Newspaper article The Christian Science Monitor

Some Economists See Dole Plan as 'Fantasy'

Newspaper article The Christian Science Monitor

Some Economists See Dole Plan as 'Fantasy'

Article excerpt

Economists have had time now to crank up their computers and analyze Republican nominee Bob Dole's economic plan, with its 15 percent cut in income taxes and other tax cuts. In a way, some consider the exercise futile.

"First of all, Bob Dole would have to defeat Bill Clinton, which currently does not look probable," write Peter Canelo and Scott Reed of Dean Witter Reynolds Inc. in New York.

"Is it {the plan} a political fantasy?" asks Joel Prakken, of Macroeconomic Advisers in St. Louis. "I suspect it is. I don't see how it could happen, short of an overwhelming Republican sweep in Congress," plus Dole's victory for the White House job.

But if Dole does win and Congress approves his plan, what happens? There are two key issues:

Will the tax cuts stimulate economic growth and thus boost federal revenue as much as envisaged in the plan?

Yes, says J.D. Foster, chief economist at the conservative Tax Foundation in Washington. He calculates that the Dole plan will add 0.5 percentage points to the Clinton administration's six-year projection of 2.3 percent annual growth, after inflation. Such stepped-up growth appears "entirely reasonable," he says, based on an overall program that includes tax reform, a balanced budget, growth-oriented regulatory reform, and tort reform.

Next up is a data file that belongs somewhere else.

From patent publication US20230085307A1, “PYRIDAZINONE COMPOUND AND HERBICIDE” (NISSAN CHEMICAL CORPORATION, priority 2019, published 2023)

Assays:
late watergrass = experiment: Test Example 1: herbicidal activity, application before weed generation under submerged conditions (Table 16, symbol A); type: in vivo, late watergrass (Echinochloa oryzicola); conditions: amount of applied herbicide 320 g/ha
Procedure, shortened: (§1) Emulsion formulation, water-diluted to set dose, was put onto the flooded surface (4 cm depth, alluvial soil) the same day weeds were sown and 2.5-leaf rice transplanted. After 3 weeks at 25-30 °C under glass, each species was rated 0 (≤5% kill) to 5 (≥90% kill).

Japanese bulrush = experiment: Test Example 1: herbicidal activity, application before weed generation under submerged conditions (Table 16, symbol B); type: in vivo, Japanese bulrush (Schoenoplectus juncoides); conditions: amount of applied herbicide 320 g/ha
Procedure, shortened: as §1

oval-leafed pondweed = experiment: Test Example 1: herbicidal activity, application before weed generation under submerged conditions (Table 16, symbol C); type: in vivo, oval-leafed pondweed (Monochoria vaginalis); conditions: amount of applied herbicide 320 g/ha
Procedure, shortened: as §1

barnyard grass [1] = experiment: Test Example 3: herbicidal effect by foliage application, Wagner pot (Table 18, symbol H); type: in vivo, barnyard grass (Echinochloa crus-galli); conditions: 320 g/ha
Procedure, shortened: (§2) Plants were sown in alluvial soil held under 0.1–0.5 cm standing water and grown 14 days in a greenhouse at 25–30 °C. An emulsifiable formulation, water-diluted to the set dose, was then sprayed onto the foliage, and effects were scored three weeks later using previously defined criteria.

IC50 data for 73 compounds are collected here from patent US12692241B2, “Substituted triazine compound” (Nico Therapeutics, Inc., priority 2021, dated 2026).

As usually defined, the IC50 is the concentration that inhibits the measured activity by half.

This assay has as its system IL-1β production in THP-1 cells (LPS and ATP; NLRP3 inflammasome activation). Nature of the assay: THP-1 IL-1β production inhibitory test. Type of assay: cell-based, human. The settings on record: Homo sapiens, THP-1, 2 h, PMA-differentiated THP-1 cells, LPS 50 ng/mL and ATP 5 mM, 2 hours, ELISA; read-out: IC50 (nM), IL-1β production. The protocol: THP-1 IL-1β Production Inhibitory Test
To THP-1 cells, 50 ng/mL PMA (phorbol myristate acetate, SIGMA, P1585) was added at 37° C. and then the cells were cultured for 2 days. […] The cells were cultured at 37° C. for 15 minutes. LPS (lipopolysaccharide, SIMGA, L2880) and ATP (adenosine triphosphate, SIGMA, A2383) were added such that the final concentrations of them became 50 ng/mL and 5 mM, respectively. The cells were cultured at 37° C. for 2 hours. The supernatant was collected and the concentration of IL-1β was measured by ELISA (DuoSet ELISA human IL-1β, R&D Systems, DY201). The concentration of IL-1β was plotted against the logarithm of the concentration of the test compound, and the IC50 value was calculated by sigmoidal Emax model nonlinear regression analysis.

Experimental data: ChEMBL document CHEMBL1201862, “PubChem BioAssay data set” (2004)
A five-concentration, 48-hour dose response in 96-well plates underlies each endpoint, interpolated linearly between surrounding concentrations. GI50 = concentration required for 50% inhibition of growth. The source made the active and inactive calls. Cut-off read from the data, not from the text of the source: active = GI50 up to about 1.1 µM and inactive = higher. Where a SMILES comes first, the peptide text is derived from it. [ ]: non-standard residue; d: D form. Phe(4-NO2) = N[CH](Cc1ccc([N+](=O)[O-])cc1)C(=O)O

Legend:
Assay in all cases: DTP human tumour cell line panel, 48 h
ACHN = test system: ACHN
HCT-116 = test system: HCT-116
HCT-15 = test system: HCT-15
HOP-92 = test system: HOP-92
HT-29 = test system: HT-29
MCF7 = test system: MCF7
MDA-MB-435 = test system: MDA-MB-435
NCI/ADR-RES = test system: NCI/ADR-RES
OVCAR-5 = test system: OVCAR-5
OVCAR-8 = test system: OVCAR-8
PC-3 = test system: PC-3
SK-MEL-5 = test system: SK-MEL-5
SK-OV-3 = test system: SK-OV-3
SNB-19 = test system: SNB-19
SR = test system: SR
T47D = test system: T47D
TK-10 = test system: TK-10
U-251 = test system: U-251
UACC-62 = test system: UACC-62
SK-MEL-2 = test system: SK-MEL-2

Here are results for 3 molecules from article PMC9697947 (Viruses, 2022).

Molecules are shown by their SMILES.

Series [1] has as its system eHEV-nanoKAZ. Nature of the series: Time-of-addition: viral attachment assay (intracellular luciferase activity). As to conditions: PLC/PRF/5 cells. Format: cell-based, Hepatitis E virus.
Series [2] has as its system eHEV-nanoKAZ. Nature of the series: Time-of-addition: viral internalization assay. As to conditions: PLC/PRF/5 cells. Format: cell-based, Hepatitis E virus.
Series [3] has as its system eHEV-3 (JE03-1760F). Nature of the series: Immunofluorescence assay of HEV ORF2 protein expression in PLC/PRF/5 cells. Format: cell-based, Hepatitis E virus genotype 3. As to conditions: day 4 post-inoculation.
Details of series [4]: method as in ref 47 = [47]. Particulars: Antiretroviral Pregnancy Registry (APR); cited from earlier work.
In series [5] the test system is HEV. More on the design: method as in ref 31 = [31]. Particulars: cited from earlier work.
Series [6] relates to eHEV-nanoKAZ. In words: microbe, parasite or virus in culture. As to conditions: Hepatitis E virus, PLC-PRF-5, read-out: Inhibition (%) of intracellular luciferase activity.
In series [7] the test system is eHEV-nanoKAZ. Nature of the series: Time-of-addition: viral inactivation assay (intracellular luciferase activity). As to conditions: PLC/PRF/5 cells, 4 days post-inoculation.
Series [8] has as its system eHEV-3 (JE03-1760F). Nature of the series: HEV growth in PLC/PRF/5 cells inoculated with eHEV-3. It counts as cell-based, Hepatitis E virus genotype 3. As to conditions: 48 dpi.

Mr. Foster assumes the tax savings will boost productivity and labor force participation, particularly by second earners in households. Spouses, discouraged from working by a 28 percent personal-income tax rate plus Social Security taxes, will find their marginal tax rate cut by 4.2 percentage points (15 percent of taxes). For some, the balance between choosing child rearing, leisure, or other activities will shift toward going back to work.

Mr. Prakken, contrariwise, doubts the plan will work as well as predicted in Dole's political handouts. The Dole plan estimates enough economic stimulation from the tax cuts to boost tax revenue over the next six years by $147 billion more than the Congressional Budget Office has estimated. This would offset about 27 percent of the $548 billion total tax cut, or some 33 percent of the tax cuts, excluding those that economists figure would have no "supply side" stimulative effect on economic growth. …

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